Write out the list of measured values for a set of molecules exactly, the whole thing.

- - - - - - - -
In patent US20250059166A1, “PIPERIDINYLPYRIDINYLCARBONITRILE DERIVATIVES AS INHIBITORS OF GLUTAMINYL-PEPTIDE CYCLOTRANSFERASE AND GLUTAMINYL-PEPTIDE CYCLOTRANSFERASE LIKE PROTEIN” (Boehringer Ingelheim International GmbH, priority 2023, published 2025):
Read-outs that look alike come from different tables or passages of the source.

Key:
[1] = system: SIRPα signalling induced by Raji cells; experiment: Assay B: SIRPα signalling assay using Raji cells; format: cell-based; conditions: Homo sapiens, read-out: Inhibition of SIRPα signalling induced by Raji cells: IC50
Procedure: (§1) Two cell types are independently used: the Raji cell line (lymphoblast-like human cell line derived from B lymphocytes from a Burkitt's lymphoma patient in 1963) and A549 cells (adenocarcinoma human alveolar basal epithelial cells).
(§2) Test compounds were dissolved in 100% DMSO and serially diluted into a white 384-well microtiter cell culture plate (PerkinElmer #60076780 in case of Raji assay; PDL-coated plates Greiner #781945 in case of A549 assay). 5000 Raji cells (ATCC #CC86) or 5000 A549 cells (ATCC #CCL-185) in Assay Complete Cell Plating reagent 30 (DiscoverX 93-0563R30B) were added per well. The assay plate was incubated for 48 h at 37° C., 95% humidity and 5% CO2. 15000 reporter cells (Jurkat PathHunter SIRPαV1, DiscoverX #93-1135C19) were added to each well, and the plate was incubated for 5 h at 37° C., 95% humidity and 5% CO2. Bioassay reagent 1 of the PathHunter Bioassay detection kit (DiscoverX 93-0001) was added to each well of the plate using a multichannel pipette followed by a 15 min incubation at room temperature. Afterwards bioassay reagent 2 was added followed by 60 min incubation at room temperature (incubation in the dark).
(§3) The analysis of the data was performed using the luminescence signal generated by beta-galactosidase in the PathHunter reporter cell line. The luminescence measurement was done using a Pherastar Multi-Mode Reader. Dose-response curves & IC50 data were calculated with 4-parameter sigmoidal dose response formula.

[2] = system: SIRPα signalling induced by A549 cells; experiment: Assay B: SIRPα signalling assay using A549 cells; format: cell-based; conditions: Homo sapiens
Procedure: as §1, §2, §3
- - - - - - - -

In patent US20250059166A1, “PIPERIDINYLPYRIDINYLCARBONITRILE DERIVATIVES AS INHIBITORS OF GLUTAMINYL-PEPTIDE CYCLOTRANSFERASE AND GLUTAMINYL-PEPTIDE CYCLOTRANSFERASE LIKE PROTEIN” (Boehringer Ingelheim International GmbH, priority 2023, published 2025):
Read-outs that look alike come from different tables or passages of the source.

Key:
[1] = system: SIRPα signalling induced by Raji cells; experiment: Assay B: SIRPα signalling assay using Raji cells; format: cell-based; conditions: Homo sapiens, read-out: Inhibition of SIRPα signalling induced by Raji cells: IC50
Procedure: (§1) Two cell types are independently used: the Raji cell line (lymphoblast-like human cell line derived from B lymphocytes from a Burkitt's lymphoma patient in 1963) and A549 cells (adenocarcinoma human alveolar basal epithelial cells).
(§2) Test compounds were dissolved in 100% DMSO and serially diluted into a white 384-well microtiter cell culture plate (PerkinElmer #60076780 in case of Raji assay; PDL-coated plates Greiner #781945 in case of A549 assay). 5000 Raji cells (ATCC #CC86) or 5000 A549 cells (ATCC #CCL-185) in Assay Complete Cell Plating reagent 30 (DiscoverX 93-0563R30B) were added per well. The assay plate was incubated for 48 h at 37° C., 95% humidity and 5% CO2. 15000 reporter cells (Jurkat PathHunter SIRPαV1, DiscoverX #93-1135C19) were added to each well, and the plate was incubated for 5 h at 37° C., 95% humidity and 5% CO2. Bioassay reagent 1 of the PathHunter Bioassay detection kit (DiscoverX 93-0001) was added to each well of the plate using a multichannel pipette followed by a 15 min incubation at room temperature. Afterwards bioassay reagent 2 was added followed by 60 min incubation at room temperature (incubation in the dark).
(§3) The analysis of the data was performed using the luminescence signal generated by beta-galactosidase in the PathHunter reporter cell line. The luminescence measurement was done using a Pherastar Multi-Mode Reader. Dose-response curves & IC50 data were calculated with 4-parameter sigmoidal dose response formula.

[2] = system: SIRPα signalling induced by A549 cells; experiment: Assay B: SIRPα signalling assay using A549 cells; format: cell-based; conditions: Homo sapiens
Procedure: as §1, §2, §3